NASHVILLE, Tenn. (AP) — The city council of Tennessee's capital has voted to phase out non-owner-occupied short-terms rentals in residential neighborhoods.

The Tennessean reports the Nashville Metro Council's Tuesday vote will roll back those permits over the next three years, to be completed by June 28, 2020.

The policy change primarily applies to traditional single-family homes and duplexes. The 25-5 vote is the city's most aggressive step to curb the growth of hotel alternatives despite increased lobbying from Airbnb, HomeAway and similar companies.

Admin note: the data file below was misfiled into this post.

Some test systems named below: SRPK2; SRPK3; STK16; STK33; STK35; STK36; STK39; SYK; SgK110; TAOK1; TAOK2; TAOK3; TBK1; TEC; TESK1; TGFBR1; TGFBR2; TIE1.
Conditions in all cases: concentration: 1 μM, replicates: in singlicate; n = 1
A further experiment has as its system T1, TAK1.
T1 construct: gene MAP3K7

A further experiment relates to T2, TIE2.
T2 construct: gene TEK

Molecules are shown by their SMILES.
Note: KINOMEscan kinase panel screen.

The vote will not impact owner-occupied short-term rentals or non-owner-occupied short-term rentals that are in multi-family high-rises or in areas zoned for commercial use.

An industry-backed bill to overturn the ban has already been drafted by the Tennessee state legislature and approved by the House. It now just needs Senate approval.

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Information from: The Tennessean, http://www.tennessean.com